posted by Fizz on Jun 17, 2012 - 14 comments

This is my book. There are many like it, but this is mine.

In 1989 the Japanese Government passed the Media Betterment Act, permitting censorship of any media deemed to be harmful to society. On the basis of the imperative for libraries to resist any attempts at suppression of free speech, local governments created an armed resistance force to combat censorship. The conflict between the government and library forces continues to 2019, where the story of Library War begins. [more inside]
posted by 23 on Jun 15, 2012 - 12 comments

Forging a Sashimi Knife

Forging a Sashimi Knife. The bladesmith is Murray Carter. [more inside]
posted by Deathalicious on Jun 15, 2012 - 24 comments

Sakanaction is a band that is pretty good overall !

Sakanaction is a band from Sapporo with a very stylish web site and some pretty unique music videos, especially but by no means limited to: [more inside]
posted by DoctorFedora on Jun 9, 2012 - 12 comments

Don't you know what table tennis is? Come on. I'll teach you.

Taiyo Matsumoto's original five volume manga Ping Pong was one of the most surprising and gripping experiences I've had this year. But a huge reason for that is the artwork: he packs more kinetic energy into a single drawing of a shoe skidding across a floor than any real shoe has ever had. So it was with some trepidation that I saw posters for this adaptation going up in stores around Japan. Fumihiko Masuri is a first time director (not that you'd know it), with a background in computer effects. He seems to have directed this mainly because he's a really big fan of the manga too. On the film's website, they've placed images from the manga next to photographs of the actors in the film, so you can see how obsessive compulsive they were in matching faces. Not only faces, but movements, playing styles, and shot composition is all straight from the book, as if they'd used the manga in lieu of storyboards. Even the occasional surreal touch; a boy growing butterfly wings, a dragonfly landing on the net, is right out of the page onto the screen. -- Midnight Eye review; subtitled movie in 12 parts: 1, 2, 3, 4, 5, 6, 7, 8, 9, 10, 11, 12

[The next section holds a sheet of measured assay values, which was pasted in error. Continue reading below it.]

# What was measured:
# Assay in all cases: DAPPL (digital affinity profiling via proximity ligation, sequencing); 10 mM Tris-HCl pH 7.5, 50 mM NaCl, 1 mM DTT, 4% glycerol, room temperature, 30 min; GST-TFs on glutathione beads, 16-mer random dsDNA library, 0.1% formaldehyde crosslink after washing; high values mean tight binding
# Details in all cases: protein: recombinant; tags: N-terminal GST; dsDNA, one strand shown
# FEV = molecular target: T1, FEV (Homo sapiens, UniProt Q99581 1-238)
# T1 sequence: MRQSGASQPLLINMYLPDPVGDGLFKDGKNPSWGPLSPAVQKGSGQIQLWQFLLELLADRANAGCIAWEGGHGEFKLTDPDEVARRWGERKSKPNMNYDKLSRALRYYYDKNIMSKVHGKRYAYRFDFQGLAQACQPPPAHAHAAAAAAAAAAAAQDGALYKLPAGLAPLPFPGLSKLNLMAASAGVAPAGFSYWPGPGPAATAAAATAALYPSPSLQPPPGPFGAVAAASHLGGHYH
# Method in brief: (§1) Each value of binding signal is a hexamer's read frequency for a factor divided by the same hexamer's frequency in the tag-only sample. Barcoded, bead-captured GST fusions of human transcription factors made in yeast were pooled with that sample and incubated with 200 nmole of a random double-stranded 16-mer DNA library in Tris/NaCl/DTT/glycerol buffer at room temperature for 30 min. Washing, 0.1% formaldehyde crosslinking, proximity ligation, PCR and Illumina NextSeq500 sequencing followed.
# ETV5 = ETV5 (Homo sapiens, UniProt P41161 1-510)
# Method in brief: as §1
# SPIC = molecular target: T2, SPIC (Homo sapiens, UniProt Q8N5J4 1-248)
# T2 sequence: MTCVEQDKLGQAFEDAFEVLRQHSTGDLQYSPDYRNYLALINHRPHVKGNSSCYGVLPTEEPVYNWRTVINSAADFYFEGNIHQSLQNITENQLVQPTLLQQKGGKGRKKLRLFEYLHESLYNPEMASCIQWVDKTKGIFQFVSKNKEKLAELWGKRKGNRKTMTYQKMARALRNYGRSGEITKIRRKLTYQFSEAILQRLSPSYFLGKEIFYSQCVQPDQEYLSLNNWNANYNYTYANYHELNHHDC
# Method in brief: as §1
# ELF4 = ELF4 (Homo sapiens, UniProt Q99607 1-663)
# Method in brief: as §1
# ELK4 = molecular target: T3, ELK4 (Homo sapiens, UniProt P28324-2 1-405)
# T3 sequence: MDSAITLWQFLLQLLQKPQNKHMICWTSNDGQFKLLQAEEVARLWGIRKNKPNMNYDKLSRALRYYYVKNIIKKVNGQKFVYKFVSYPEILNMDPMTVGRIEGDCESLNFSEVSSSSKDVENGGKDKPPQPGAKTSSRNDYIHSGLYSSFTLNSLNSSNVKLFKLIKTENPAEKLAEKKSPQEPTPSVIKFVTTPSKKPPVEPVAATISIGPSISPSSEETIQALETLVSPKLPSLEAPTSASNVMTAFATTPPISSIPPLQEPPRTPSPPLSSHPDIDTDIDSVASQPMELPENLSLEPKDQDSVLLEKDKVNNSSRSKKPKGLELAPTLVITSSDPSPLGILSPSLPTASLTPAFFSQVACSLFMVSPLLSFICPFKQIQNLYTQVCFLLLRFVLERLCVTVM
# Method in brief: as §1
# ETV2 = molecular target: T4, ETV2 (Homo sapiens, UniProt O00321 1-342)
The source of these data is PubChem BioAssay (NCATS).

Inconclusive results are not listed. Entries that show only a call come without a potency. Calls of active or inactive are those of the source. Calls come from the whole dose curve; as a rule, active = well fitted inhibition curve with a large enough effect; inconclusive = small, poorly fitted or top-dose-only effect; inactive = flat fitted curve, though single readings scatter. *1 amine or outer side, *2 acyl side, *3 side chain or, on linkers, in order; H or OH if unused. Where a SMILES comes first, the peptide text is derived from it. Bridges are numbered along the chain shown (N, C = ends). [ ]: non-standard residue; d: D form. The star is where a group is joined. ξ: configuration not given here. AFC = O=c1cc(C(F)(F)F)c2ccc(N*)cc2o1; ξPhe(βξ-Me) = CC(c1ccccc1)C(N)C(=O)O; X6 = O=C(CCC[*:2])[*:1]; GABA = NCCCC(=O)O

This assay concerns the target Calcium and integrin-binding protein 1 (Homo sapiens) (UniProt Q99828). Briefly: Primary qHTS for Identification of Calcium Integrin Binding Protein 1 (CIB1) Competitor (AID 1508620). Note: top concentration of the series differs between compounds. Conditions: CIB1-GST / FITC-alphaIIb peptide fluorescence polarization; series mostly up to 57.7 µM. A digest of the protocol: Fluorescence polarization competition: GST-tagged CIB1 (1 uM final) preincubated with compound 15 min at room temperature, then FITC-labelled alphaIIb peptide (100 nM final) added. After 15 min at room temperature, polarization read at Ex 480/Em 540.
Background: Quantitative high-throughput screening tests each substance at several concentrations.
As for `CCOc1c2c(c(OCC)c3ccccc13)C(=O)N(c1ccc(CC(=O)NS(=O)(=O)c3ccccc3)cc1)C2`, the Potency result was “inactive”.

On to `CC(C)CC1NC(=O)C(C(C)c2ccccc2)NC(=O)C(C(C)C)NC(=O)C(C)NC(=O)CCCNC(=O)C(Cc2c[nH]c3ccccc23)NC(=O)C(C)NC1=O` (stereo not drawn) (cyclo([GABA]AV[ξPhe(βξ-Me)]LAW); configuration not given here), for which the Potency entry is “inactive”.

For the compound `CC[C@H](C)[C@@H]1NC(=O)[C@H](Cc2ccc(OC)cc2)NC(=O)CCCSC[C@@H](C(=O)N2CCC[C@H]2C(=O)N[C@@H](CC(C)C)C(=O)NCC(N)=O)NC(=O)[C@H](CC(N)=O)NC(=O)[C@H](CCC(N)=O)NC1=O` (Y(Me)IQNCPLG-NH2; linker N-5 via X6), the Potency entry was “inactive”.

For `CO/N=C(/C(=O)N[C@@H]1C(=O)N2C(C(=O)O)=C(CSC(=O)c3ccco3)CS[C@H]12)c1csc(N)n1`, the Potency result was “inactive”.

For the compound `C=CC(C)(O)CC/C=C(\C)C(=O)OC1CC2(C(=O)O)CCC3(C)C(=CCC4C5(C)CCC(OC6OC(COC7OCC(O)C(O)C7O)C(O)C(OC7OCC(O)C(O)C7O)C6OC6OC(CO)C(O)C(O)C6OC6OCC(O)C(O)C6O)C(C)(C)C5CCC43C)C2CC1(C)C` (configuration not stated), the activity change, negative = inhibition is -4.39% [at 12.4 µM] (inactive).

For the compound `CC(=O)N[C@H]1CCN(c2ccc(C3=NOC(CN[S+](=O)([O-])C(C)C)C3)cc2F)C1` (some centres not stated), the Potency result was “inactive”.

posted by filthy light thief on May 14, 2012 - 22 comments

Hoooooooooo!

Hard Gay was a Japanese pro wrestler turned TV personality popular in the mid 2000s. Like Sacha Baron Cohen's Brüno, he is a cartoonish gay foreigner portrayed by a straight person, but has come under considerably greater scrutiny for his more minstrelsy than satyrical approach. The BBC has profiled Hard Gay as part of their series, Japanorama. [more inside]
posted by modernserf on May 10, 2012 - 39 comments

7 Days in Tokyo

Pascal Ken, after taking several trips to Japan between 2007 and 2011, took some beautiful, dreamlike infrared photos of Tokyo.
posted by reenum on May 6, 2012 - 14 comments

Where There Are No Street Names

Derek Sivers explains the fascinating Japanese addressing system.
posted by Foci for Analysis on May 5, 2012 - 95 comments